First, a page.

WyzAnt Wants to Know: Preparing to go back to school

Got this topic from WyzAnt this morning: How should students prepare to
go back to school if they only have a few minutes to spare each day?

Good question.  I think it's important to spend some time thinking
about the big picture of the coming year and getting organized, so
that you start out on the right foot.  I believe it's a very
personal question, since as a student you have to decide what you
want to get out of the coming school year as opposed to the previous
one.  What areas did you feel you were lacking?  What are
you most excited about?  What are you least excited about or
most dreading? And why?

Here's something that doesn't occur to a lot of people: what format are you
learning in? I'm talking about two distinct things here – your
supplies and setup, and the way you approach classes. Let's look at
supplies and setup first. Think about your usual note-taking
setup - is there anything you'd like to change?  If you've been
using spiral notebooks but are finding you have to keep flipping back
and forth a lot while studying, for example, maybe you should try
switching to the flexibility of a three-ring binder.  That way
you can reorganize your notes to your heart's content, putting the
important notes together after the fact so they're easier to refer
to. This is also handy if you have a teacher who gives a ton of
handouts; you can punch holes in the handouts and put them into
exactly the right place in the binder. What about the paper
you're using?  If you feel like you're wading through reams of
notes to find the important bits, try switching to annotation-ruled
paper (paper with a little blank box down one side) and put the large
bullet points in the box and the detailed notes on the full sheet.
You can also put stars or asterisks in the box next to important
information so it's easier to find. Then studying will be a
quick matter of scanning the box and referring to the full sheet when

Don't overlook the little things, either. One of the best decisions I ever
made in my academic experience was the year I switched from
traditional spiral notebooks to ones with the spiral on the top edge
rather than the left (sometimes called “steno” pads or
“stenographer's” notebooks). It sounds like a small thing, but
it meant my hand no longer hurt from sitting on the wires when the
notebook was flipped over. That in turn made it easier for me to
concentrate, since I wasn't thinking about how uncomfortable writing
was. Along the same lines, if you use a three-ring binder, consider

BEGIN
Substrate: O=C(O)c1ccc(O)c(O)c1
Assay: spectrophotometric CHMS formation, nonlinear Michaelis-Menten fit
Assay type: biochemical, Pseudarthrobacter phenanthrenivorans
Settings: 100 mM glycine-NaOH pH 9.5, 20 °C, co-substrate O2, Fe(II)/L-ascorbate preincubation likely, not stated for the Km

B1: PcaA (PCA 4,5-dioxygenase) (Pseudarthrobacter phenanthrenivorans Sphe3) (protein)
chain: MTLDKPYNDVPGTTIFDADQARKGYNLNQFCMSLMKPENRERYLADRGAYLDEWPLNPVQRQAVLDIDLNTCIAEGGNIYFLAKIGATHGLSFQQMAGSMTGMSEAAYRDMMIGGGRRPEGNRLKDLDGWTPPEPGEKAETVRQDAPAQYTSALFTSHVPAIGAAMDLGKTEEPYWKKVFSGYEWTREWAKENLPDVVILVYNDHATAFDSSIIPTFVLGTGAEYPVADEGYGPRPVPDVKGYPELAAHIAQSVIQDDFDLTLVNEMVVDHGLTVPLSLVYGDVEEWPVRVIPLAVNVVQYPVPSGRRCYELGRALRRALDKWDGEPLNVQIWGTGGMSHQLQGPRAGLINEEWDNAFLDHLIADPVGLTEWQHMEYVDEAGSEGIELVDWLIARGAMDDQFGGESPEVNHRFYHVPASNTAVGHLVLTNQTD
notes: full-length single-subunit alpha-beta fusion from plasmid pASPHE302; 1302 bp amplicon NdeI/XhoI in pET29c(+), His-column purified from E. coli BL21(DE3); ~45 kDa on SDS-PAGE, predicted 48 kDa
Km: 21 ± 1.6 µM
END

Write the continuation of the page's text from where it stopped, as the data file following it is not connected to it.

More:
getting a clipboard and putting your looseleaf paper on it to write
instead of leaving it in your notebook. You'll avoid having to write
around those rings when you're on the back side of a sheet of paper
(or disrupting class by opening and closing the rings repeatedly to
remove each sheet), and you can simply transfer the completed pages
to the binder after class. I have found that both of these methods
have the added benefit of making me feel like I'm really taking
notes, rather than simply scribbling down everything the teacher
says. I can sit up and look around more easily, looking directly at
the teacher as they talk and then glancing down to write my short
reminder note about the topic.

This brings me to my second point: how are you approaching the class
itself? Making decisions about this sort of thing is much easier if
you know a bit about how you personally learn best. There are three
basic types of learners: visual, auditory, and tactile. Most of us
are combinations of these three, but usually one is dominant in some
way. Not everyone responds best to the “scribble down everything
he says without any pronouns” method of note-taking, and the
important thing is to make sure you remember the material, however
you need to do that. For example, I myself am a mostly visual
learner; if I can see someone solve a problem I can more easily solve
it myself, and I tend to think of things in a visual way. This made
me a stronger student in subjects where the material was visual, such
as mathematics and arts, and a bit weaker in things like history.
However, I have quite a bit of tactile learner in me as well, so I
found that in history classes, the act of taking notes was enough of
a reminder to me. I didn't actually need to look back through my
notes that much, since writing them down locked them into my brain.
Even if we got a handout with all of the information on it and I was
tempted to just refer to it, I made myself write out anything
important since I knew I'd remember it better that way. Auditory
learners learn best when they hear something said to them, so if that
sounds like you, you might try bringing a tape recorder to class (or
use the record function on a smartphone) to record the teacher's
lectures. Then you can play it back for yourself if you need to
refer to it later. Of course, some schools have rules about
electronic devices, so ask your teacher first if it's okay to bring
it in and explain why you want to.

Taking the time to think about these small things can make all the
difference later on. I've tried many different note-taking systems
over the years, and some work better for me than others. What works
for me might not work for you. You just have to experiment until you
find one you like. Take a field trip to the office supply store, and
just wander around the school supplies looking at all the options.
Maybe something will jump out at you. Eventually, you'll find the
method that works best for you.
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